Entrepreneurs put the “art” into startup. Since there’s no one right way to succeed as a startup, the people who launch startups are characterized by flexibility, adaptability and the ingenuity to make a business out of an idea.
The paths that entrepreneurs are taking to get into the game are changing. Here are three of the trends that entrepreneurs are riding right now:
Students are increasingly interested in entrepreneurship as part of their education, and colleges and universities are answering that demand. A couple decades ago, few college courses covered entrepreneurship. Now over 1,600 universities and colleges provide courses related to the subject.
In addition to the thousands of courses on entrepreneurship available to interested students, academic institutions are weaving entrepreneurship through higher education curriculums. Increasingly, institutions are making resources like makerspaces, startup workshops and entrepreneur labs available to students.
The knowledge community of Wake Forest Innovation Quarter exemplifies the trend of entrepreneurial education. Here, students from Winston-Salem State University, Forsyth Technical Community College, Wake Forest University and Wake Forest School of Medicine receive innovative education and hands-on training in a place that is also a nexus of entrepreneurial activity.
Even though the Millennial generation outnumbers Baby Boomers among entrepreneurs, the numbers of entrepreneurs aged 55 to 64 is increasing, and Baby Boomers are twice as likely to initiate a high tech startup than a Millennial. This group—known as Encore Entrepreneurs—is gaining momentum, jumpstarting their own businesses, motivated by workforce changes or pursuing second careers.
Encore Entrepreneurs are not the only groups becoming more entrepreneurial. The percentage of Hispanic entrepreneurs in the United States has more than doubled in less than 20 years, and women-owned businesses—particularly African-American women-owned businesses—continue to be on the rise.
The Innovation Quarter provides a place for Encore Entrepreneurs—and others—to flourish. Flywheel Co-Working provides places for startups and entrepreneurs to set up shop, and programming by Flywheel and Forsyth Tech Small Business Center provide training and education. To complement these existing resources, Bailey Power Plant will soon feature space focused on minority-owned businesses.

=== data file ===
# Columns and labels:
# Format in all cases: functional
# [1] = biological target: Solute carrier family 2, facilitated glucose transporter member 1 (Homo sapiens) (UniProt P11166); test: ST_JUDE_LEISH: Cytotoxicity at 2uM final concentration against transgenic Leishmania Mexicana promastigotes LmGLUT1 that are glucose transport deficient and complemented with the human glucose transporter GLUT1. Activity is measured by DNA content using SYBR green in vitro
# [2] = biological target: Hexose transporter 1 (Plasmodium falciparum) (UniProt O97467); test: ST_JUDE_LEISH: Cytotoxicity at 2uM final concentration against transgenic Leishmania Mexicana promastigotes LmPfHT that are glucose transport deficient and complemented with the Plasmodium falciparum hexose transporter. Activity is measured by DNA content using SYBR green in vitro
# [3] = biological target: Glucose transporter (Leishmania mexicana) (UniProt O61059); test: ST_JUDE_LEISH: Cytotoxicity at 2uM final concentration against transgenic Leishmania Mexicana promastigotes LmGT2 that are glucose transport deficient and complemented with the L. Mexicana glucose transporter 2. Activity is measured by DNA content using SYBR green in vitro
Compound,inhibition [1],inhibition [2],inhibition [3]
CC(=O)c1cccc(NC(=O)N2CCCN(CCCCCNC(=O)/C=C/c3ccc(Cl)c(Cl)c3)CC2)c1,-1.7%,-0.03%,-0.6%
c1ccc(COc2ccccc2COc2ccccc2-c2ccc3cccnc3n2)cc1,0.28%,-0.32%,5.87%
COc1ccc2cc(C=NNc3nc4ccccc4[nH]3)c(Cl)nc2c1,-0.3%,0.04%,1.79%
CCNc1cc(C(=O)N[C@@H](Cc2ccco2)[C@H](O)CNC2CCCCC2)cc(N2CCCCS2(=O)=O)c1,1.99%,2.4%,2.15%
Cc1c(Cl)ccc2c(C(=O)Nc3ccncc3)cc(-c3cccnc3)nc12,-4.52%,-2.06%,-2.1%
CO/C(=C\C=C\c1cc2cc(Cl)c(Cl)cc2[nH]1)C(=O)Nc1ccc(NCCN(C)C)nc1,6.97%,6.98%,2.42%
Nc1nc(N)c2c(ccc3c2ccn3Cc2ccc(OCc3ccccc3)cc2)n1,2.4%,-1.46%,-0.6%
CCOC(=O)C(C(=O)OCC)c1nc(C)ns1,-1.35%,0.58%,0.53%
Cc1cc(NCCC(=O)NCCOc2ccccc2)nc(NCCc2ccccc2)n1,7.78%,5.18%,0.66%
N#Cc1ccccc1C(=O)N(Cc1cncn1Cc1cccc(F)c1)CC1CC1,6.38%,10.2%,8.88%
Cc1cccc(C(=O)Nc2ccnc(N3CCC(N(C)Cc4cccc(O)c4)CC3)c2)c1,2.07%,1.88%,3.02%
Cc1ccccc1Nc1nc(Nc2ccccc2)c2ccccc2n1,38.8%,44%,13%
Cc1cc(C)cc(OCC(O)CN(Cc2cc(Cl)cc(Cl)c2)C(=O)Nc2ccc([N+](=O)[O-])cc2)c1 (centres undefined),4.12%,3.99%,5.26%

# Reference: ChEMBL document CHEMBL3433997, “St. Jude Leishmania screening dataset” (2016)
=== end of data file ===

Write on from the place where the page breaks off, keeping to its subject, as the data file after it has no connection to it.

Increasingly, entrepreneurship occurs not in isolation or in silos, but through collaboration and community. Entrepreneurs are seeking out supportive environments that—through proximity—provide collaboration, culture and resources that spur entrepreneurial activity and reward innovative mindsets.
Within these entrepreneurial ecosystems, like-minded individuals find the encouragement and resources they need to pursue their unique approaches to business. The ecosystem generated by Innovation Quarter spans the life cycle of entrepreneurship from education and incubators to attracting new investment opportunities such as the Dioko Fund.
And then there is the natural by-product of innovative people rubbing shoulders. The Innovation Quarter is built on the concept of proximity and collaboration—building community not just workspace—that supports innovation and entrepreneurship. This concept is demonstrated by the variety of businesses and residents that chose to coexist in this space, through the development of recreation space like Bailey Park and the future Bailey Power Plant and with the implementation of programming—like Network Night and Lunch & Learn—that brings people together.
The art of entrepreneurship is finding creative avenues for success. People are finding their paths into entrepreneurship in new ways, and the Innovation Quarter is giving entrepreneurs in the Piedmont Triad a stage on which to develop their craft.